Serving as a 2015-2016 CKI District Governor!

Last weekend, I was elected to serve as the next NJCKI District Governor for the 2015-2016 service year. I’ve been in a state of shock for the past seven or eight days just because I have always wanted to serve as a District Governor but I never thought I’d actually get the opportunity to.

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Now that I’ve been elected, I have already started thinking about what I should do for my Governor’s Project. I think I would like to do something related to mental health awareness. When I was working as an intern last summer, my mentor taught me all about this organization called Project Happiness. I have been considering doing something to further promote them or perhaps to partner with another organization like NAMI that deals with mental illness.

I can’t wait to lead my very own District Board. I am actually very curious to learn more about my own leadership style since this will my first time leading an entire district of passionate and committed CKI members. Everyone has a unique leadership style and I’m excited to see how I perform in the upcoming service year.

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This weekend, I was a guest at a KCI convention that I attended with the current NJCKI governor. (My term officially begins April 1st.) In another two weeks, I’ll be flying to a conference where I’ll be trained on the basics of what a governor needs to know with all of the other governors from districts around the world. (The same exact weekend as my second biology exam – yay!)

Whatever happens this year, I believe the NJ District of CKI has an amazing future ahead of us and I’m genuinely so excited to see how the years unfolds!

0 thoughts

  1. Hi Rocky, I stumbled upon your blog because of Rutgers. I did my undergrad there. I can see that it’s still as crazy and fun as I remember. haha

    I was able to read a couple of your posts and just wanted to say Congratulations on all of your hard work. It’s great that you’re making the most out of your time there. I enjoyed spending time with my friends and participating in health education there at Rutgers.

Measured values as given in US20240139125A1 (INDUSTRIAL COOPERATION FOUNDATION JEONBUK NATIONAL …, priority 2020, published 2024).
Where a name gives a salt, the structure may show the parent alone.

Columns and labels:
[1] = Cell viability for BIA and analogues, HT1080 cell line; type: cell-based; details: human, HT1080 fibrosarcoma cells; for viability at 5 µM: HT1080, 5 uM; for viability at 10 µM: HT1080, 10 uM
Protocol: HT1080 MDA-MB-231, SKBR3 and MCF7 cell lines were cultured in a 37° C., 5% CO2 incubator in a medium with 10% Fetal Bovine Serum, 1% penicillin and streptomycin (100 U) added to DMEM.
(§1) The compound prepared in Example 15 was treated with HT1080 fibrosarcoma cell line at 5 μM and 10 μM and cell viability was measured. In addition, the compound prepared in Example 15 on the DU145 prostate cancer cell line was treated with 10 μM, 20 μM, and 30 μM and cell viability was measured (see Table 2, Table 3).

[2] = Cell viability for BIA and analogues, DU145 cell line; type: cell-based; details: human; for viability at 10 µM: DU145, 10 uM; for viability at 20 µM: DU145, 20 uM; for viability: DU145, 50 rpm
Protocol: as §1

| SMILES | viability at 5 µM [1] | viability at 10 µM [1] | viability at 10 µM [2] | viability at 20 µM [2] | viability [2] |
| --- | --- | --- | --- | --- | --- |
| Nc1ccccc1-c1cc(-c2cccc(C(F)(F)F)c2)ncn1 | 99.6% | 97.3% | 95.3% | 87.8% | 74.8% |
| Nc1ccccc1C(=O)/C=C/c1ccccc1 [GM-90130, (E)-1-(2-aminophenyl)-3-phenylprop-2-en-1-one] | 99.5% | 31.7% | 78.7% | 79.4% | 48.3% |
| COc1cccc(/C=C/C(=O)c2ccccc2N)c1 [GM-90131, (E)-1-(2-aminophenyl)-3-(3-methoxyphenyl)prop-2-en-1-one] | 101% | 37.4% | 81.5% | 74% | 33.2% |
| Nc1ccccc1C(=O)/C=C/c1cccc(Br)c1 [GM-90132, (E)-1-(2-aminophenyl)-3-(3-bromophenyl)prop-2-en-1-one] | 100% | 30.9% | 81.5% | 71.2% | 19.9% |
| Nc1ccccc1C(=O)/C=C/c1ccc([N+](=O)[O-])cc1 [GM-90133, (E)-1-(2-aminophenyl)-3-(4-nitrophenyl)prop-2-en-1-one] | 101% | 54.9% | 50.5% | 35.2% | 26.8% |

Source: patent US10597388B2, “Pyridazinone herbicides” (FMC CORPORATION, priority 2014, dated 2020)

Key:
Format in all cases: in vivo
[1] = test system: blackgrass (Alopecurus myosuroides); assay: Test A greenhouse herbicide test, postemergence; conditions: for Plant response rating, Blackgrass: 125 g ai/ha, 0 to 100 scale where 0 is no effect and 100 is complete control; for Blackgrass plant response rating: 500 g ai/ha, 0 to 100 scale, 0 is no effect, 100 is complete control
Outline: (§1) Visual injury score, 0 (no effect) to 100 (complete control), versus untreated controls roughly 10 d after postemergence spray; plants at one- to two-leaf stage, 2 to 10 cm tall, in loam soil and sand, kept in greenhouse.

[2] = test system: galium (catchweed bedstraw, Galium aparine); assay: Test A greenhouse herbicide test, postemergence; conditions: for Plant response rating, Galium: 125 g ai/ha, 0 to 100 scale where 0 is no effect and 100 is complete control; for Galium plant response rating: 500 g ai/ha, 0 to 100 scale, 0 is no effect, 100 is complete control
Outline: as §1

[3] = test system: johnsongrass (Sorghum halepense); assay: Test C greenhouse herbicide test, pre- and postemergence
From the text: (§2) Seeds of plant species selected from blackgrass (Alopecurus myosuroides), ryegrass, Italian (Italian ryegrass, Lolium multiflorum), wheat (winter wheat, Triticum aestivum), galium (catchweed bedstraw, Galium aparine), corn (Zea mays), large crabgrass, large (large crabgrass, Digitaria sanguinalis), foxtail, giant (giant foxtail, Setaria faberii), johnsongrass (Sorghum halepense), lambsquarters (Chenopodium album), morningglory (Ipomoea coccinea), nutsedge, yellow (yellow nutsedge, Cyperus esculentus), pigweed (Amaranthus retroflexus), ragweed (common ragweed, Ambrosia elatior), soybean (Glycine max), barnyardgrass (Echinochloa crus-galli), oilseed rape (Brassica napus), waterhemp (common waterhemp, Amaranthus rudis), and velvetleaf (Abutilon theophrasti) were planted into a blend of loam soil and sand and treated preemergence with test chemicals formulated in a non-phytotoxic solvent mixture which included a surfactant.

Good job on tackling your premed classes! I still remember those so vividly esp. the crazy 5 hour orgo lab. haha Good job on getting through calculus, I know that was a pain for a lot of people. I’m guessing you won’t be embarking on the wonderful world of Calculus 3, Multivariable Calculus? =p Don’t forget your math though or else General Physics will be very painful! You’ll have to remember to find the value of the plane’s position from time (t=0) to (t = 1 minute/hour) and then use the law of sines when calculating the altitude of an airplane taking off. Fun, right? General Physics + Orgo is like going to Disneyworld. haha

    However, the upper level science classes are more fun since they’re specialized. Cancer, pharmacology, systems physiology, neurobiology, human parasitology…those were fun since the people taking them were the ones interested and it wasn’t weeding people out like the general science classes. I had to take a lot of math though, going up to calculus 4 and linear algebra haha I don’t think you’d want to take those.

    Make sure you do your best in orgo (but I’m sure you will). When I was a grad student, one of my students was premed and she called me after her med school interview. She was really intelligent and hard working. However, she got a B in orgo, but aced everyting else (bio, general chem, physics, calc, statistics, etc.). During the interview, the doctor interrogated her on why she just got a B in the course. She got through it though because she was also a volunteer EMT and tutored biology so he just nodded his head and smiled. Many of my former students actually asked if I could repost my science notes on my site which I’m doing right now. I feel like I’m preparing for recitation again. haha

    In terms of pursuing psychiatry, that’s a very noble profession. During my clinical training, I would work together with the behavioral team (I was in pediatric oncology/hematology), and I got to see cases with the social worker and psychiatrist since they were the patients and families that I had to work with also. It’s really tough because there are so many emotions involved esp. dealing with sensitive and painful topics. You’re the person that they will come to when things seem to crumble. With healthcare changing, it’s becoming too fast paced and people can’t get the individual attention that they need. The focus is mainly on the physical ailments while the mental issues don’t get as much attention. So, I think it’s great that you’re pursuing it.

    Good luck on your studies and I look forward to reading more about your adventures!
    -Kevin

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